||Aug 29, 2009
Paranormal mystery/supernatural thriller...
Available as both Trade Paperback and e-book.
Barnes & Noble.com
Outskirts(for e-book format)
Leann Marshall' Website, The BookMark
Mike Lot served twenty-nine years for murdering the one he “loved more than anything,” yet even now, Ruby has not relinquished her hold on him. Something sinister threatens her, even in death, and he will never be free of the past until he can find a way to help her. But first he must find her lost spirit.
His search leads him from a backwoods dowser to a small-town P.I. to a dying young artist, and culminates in a psychic battle on the brink of hell itself.
Part mystery, part supernatural thriller, The
Rendering above all is a quest driven by love that
rewards both Mike and the reader with a poignant
message of hope.
One Great Read...
August 31, 2009
By Barbara Sharp Milbourn
of Writers In The Sky
"writer and editor" (Nashville)
Move over Southern writers, there's someone new among you, and she's good--really good.
I'm not sure Leann Marshall wants to be called a Southern writer, but her first book, The Starfish People and now her second, The Rendering, both take place there and she lives there as well. She's a whiz at Southern dialogue and getting her readers into the heads and hearts of her Southern characters.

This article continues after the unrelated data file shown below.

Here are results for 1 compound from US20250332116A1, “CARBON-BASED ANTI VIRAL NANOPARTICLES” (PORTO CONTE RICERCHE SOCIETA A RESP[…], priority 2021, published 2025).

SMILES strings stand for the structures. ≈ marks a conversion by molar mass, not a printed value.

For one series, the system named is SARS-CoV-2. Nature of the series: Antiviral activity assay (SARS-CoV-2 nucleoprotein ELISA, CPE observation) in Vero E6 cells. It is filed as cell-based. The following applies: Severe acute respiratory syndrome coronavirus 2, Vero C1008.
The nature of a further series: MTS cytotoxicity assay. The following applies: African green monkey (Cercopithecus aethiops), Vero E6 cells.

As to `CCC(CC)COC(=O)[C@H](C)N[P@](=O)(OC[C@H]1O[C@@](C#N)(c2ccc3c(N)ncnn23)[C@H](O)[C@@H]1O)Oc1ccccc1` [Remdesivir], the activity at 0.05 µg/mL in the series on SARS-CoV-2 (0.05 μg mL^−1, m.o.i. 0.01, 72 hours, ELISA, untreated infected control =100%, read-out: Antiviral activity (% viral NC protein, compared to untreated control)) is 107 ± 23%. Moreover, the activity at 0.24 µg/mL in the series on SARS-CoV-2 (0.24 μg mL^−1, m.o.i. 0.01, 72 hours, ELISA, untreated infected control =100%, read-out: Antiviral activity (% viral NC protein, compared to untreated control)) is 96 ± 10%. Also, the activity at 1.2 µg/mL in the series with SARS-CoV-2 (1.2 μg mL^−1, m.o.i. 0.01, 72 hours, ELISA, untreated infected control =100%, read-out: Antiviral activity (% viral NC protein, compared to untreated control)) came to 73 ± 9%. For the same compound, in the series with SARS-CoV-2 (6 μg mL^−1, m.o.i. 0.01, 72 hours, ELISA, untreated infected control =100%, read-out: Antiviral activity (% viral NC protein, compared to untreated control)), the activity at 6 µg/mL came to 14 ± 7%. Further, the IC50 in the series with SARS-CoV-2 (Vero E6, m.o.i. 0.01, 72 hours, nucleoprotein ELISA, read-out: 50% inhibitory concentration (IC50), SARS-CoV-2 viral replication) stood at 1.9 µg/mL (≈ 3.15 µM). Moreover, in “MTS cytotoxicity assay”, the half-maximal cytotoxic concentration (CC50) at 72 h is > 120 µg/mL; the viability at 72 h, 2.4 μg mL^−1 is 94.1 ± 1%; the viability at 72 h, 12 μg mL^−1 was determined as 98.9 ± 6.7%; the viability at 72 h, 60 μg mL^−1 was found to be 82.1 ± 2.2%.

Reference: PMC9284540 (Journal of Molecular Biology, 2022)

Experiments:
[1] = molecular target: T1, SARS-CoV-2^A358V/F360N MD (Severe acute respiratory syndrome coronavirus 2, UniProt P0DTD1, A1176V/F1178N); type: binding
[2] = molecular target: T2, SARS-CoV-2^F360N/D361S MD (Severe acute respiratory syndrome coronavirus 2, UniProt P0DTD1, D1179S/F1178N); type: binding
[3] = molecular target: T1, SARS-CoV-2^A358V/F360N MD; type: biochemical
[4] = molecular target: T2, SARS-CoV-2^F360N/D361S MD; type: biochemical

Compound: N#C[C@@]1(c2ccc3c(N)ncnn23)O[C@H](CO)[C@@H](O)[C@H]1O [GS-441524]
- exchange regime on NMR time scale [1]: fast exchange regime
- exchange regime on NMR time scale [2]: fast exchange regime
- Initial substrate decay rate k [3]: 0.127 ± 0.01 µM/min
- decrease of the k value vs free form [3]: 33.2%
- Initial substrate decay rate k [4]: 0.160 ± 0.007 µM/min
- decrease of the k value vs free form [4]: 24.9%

Don't think for an instant though that you'll feel stifled by or anchored to a specific region. She has supplied both books with big wings that transport the reader from the flars (flowers) down home to lofty and deep-reaching themes.
In The Rendering, Mike Lot is released from 29 years in prison for the murder of the one he "loved more than anything." He'd never talked of her to anyone the whole time there and he'd done well to keep his thoughts of her sequestered in a place he called the Dream Safe. But he feels her around him; it's almost as if she were not dead, and when the prison gates close behind him, the one thing he wants to do is to see her again.
While he makes that journey, the reader's attention turns to an art studio in which something speaks in first person of becoming, of being created, of seeking to see and understand itself. It discovers its power to not only think and to feel emotions of love, loneliness, fear and desire, but its power to move things, to break things, to transfer its self into people and stuffed animals. It observes and comes to question and then conclude which is greater in this "round world"--good or evil, love or anger.
Mike returns to the time and place he first met his love and there encounters and old dowser woman who dowses for more than water. She knows things and wishes to teach him so he can find his love again, save her, and send her home. There's a spirit tree, an artist, a terrific storm, a lightning strike, and events that change things forever. There is a private eye that sets Mike upon a road and a townsperson from Ash Creek who discovers a secret. There is opposition in many forms and another surprise near the end that makes the book even greater than the sum of so many already wonderful parts.
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